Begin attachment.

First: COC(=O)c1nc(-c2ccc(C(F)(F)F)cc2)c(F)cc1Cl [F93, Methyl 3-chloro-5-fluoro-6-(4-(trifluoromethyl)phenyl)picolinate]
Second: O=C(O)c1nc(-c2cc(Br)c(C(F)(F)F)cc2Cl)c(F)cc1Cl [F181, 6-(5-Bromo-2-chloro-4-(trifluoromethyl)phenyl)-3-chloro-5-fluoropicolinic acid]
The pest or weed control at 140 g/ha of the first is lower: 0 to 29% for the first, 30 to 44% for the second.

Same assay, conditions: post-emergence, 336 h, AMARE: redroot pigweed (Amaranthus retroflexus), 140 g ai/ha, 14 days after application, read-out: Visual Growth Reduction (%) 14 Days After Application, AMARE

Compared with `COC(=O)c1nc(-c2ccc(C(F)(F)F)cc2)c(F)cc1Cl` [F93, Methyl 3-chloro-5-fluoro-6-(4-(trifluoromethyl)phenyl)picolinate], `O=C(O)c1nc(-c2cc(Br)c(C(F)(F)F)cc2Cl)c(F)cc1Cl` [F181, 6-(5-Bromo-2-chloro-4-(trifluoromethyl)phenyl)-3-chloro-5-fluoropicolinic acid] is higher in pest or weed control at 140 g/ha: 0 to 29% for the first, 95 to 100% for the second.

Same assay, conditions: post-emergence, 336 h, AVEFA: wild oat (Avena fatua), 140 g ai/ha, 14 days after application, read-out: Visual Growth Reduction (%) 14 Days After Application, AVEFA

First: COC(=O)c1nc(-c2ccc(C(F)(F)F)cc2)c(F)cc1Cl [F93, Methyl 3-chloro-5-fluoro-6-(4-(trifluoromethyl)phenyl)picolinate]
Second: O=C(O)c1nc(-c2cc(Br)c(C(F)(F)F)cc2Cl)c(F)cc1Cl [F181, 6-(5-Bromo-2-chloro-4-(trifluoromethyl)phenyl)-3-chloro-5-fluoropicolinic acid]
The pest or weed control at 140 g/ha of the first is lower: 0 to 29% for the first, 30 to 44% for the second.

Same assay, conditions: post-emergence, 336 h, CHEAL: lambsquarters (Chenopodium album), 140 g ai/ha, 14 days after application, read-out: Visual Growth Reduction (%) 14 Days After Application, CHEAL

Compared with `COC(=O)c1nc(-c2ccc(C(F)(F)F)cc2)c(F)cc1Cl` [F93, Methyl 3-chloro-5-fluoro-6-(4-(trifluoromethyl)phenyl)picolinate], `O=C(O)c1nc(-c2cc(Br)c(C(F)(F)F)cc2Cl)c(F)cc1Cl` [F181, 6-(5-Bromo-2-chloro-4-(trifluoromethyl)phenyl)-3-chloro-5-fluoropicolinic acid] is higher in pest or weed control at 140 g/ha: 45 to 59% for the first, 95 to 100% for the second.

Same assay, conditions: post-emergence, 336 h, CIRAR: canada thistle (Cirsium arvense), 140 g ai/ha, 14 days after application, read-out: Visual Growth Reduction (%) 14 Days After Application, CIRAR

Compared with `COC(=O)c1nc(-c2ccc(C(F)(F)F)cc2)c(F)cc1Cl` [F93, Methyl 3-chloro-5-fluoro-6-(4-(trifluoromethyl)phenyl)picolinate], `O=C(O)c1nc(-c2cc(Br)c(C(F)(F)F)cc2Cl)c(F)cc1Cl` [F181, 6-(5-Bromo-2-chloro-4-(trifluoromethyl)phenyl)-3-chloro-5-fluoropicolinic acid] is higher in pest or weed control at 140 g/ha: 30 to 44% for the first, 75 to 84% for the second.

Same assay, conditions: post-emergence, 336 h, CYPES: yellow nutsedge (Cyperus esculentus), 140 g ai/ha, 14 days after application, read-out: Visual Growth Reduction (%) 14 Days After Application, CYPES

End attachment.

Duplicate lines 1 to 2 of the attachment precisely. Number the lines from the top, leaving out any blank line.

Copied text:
First: COC(=O)c1nc(-c2ccc(C(F)(F)F)cc2)c(F)cc1Cl [F93, Methyl 3-chloro-5-fluoro-6-(4-(trifluoromethyl)phenyl)picolinate]
Second: O=C(O)c1nc(-c2cc(Br)c(C(F)(F)F)cc2Cl)c(F)cc1Cl [F181, 6-(5-Bromo-2-chloro-4-(trifluoromethyl)phenyl)-3-chloro-5-fluoropicolinic acid]